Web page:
Climate crisis: how Hong Kong can become a carbon-neutral city by 2050

For a start, set up renewable energy farms in the Greater Bay Area, overhaul the building code for greater energy efficiency, use electric buses and cars, and eat less meat
Hong Kong’s three-month public consultation on long-term decarbonisation strategies ended quietly amid the social unrest in the city and right before the United Nations Climate Action Summit. The Green Earth has submitted our views on this vital topic.
First, local power companies should consider investing in the development of large-scale renewable energy farms in the Greater Bay Area to supply Hong Kong with zero-carbon energy via dedicated cables. Project control would rest with the local power companies, reducing political and reliability concerns.
Given that this will involve a huge investment, setting up a green bond to attract public and corporate investment would make the project financially feasible.
Second, on energy conservation, the mandatory building energy code, which applies to new and existing buildings only when they undergo major renovation, is ineffective as most of the building stock can escape compliance as long as owners choose not to renovate.
The government should upgrade the standard to match technological advancements. To speed up the adoption of energy efficiency improvements, the government should apply carrot-and-stick strategies.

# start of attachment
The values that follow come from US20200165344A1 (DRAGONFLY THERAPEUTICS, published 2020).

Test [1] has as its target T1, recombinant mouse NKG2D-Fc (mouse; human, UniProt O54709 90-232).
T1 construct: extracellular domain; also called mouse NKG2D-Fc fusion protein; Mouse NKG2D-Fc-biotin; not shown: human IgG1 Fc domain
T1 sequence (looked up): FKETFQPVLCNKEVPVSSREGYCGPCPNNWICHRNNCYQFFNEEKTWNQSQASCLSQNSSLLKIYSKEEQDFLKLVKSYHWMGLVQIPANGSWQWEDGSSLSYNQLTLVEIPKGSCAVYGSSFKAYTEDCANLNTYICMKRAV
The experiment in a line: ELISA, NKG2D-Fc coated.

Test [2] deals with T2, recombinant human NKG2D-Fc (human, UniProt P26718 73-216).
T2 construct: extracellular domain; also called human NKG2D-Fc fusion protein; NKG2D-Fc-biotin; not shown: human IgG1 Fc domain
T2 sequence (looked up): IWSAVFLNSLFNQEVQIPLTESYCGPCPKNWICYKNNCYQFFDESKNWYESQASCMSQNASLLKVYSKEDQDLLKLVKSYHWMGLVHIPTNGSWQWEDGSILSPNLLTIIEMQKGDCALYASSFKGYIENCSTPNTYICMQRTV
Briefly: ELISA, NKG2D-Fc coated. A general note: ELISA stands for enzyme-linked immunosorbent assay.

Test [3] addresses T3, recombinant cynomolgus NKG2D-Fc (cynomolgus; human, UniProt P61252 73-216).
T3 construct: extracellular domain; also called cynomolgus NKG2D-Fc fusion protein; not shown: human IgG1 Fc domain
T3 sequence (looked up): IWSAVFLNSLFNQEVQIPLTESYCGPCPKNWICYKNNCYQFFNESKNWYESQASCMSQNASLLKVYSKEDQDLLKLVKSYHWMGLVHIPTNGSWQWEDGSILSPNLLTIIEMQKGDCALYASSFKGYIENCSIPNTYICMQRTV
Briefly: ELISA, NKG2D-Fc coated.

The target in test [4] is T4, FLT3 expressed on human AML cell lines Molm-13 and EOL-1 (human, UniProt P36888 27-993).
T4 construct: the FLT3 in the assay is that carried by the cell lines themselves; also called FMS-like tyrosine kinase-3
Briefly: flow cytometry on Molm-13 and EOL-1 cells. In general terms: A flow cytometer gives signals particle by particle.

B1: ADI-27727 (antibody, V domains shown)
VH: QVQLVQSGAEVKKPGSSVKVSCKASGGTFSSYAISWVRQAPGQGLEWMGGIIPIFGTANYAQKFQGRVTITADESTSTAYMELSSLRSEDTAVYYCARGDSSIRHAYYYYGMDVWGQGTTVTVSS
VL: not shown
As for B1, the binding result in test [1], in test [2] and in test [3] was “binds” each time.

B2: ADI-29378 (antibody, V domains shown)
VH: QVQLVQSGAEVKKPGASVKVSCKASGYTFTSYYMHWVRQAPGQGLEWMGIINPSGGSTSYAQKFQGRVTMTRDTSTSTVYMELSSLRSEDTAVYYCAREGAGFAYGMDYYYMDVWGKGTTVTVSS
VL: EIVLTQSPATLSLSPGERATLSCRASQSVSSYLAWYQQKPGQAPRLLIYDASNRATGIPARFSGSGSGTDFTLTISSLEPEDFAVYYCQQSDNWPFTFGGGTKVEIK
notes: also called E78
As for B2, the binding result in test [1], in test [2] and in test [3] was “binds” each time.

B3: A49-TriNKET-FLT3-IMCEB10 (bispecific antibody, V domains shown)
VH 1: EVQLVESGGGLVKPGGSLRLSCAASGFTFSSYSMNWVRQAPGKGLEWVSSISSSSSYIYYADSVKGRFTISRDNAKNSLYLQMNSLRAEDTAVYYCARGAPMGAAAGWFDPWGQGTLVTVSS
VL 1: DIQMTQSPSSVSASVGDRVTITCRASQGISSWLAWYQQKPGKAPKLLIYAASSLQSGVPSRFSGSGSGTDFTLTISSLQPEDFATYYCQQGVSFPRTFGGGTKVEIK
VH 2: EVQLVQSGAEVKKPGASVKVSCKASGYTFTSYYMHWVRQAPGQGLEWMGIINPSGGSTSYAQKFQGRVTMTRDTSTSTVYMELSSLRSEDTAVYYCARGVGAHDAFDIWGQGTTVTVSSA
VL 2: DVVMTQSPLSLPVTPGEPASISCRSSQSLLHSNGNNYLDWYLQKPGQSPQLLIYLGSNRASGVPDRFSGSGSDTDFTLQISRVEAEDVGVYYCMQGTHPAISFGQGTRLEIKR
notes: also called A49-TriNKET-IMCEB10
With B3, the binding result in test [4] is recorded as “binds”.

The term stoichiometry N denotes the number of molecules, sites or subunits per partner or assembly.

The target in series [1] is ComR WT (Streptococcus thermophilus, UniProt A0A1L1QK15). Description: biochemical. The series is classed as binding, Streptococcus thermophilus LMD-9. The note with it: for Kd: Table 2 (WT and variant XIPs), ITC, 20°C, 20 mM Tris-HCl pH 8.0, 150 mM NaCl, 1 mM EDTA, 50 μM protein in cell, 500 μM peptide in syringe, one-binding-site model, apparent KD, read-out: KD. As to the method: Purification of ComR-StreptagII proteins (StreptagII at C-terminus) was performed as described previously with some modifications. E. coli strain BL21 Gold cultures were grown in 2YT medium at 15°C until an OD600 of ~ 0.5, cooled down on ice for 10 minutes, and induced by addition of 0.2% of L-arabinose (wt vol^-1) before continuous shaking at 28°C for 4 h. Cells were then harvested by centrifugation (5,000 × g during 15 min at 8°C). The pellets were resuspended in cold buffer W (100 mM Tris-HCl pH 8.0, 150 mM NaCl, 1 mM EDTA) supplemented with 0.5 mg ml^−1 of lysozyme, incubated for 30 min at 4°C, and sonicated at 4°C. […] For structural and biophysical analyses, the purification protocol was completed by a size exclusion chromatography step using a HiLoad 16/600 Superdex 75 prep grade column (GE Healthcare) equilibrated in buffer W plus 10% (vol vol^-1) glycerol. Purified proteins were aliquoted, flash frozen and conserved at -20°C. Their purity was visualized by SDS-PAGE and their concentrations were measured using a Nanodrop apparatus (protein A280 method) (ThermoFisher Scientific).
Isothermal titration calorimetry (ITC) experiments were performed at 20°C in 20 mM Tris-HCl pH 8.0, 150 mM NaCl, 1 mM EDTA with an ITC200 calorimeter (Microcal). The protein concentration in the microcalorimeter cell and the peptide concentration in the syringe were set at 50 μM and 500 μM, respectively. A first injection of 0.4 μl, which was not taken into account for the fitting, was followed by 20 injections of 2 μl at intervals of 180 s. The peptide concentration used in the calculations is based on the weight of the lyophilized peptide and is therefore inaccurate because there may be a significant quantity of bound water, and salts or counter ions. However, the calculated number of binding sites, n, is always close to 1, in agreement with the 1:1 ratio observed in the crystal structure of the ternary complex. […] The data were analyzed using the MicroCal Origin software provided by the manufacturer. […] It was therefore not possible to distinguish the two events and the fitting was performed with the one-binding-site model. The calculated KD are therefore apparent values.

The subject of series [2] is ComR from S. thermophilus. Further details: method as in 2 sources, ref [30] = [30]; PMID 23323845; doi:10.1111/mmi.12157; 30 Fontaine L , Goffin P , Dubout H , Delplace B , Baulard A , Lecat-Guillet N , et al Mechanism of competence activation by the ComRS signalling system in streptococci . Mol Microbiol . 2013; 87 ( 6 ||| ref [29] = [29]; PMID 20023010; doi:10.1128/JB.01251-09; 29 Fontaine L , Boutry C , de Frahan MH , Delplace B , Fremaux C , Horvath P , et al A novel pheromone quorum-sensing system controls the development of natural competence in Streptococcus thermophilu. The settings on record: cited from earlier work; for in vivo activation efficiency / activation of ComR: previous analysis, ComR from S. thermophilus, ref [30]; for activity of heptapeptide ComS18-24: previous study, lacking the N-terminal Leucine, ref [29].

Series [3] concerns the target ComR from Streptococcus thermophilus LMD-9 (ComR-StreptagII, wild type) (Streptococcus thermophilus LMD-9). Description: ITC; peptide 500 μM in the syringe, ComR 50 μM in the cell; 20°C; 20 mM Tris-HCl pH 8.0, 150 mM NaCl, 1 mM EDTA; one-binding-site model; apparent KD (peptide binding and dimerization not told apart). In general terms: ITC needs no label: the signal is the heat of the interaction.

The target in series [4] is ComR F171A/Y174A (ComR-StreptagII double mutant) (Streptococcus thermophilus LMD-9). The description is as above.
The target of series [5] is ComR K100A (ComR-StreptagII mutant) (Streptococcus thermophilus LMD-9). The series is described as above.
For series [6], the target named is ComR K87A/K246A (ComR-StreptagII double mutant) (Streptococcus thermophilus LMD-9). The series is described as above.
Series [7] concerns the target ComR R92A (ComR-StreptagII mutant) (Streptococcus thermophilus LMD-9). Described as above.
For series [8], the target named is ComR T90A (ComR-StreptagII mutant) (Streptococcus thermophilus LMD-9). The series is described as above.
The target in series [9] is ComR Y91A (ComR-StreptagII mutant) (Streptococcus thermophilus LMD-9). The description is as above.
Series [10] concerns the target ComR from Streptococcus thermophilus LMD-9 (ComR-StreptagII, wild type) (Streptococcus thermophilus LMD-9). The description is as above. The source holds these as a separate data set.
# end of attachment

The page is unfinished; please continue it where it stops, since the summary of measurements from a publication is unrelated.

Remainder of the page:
Third, when it comes to transport, we must aim to go electric or use zero-carbon fuel for private and commercial vehicles. Given that other cities power heavy buses with electricity, ensuring that we do the same for our minibuses and lighter vehicles should not be an issue.
Making any city more friendly to pedestrians and bicycles has been proven to reduce carbon emissions. This can be achieved with better city planning and growing more trees to shade our streets. Trees are a natural carbon sink which simultaneously suppress the urban heat island effect.
Finally, Hongkongers’ lifestyle is carbon intense. On average, we consume 664 grams of meat daily, which is 5.6 times the global average. Moreover, Hong Kong is the top importer of beef from Brazil where huge fires are burning up the Amazon rainforest. Lowering our meat consumption would lower the city’s greenhouse gas emissions.
Our government must do a lot more to educate and motivate the public and businesses to avert a climate crisis. Conserving energy and using clean renewable energy is a must-do. But by itself, it will not achieve a carbon-neutral city by 2050, which is a target the government must commit to.
We must all play our part by adjusting our lifestyles and reducing how much meat we eat and other unnecessary forms of consumption to save us and future generations from climate catastrophe.
Edwin Lau
Executive Director of The Green Earth
6 October 2019 SCMP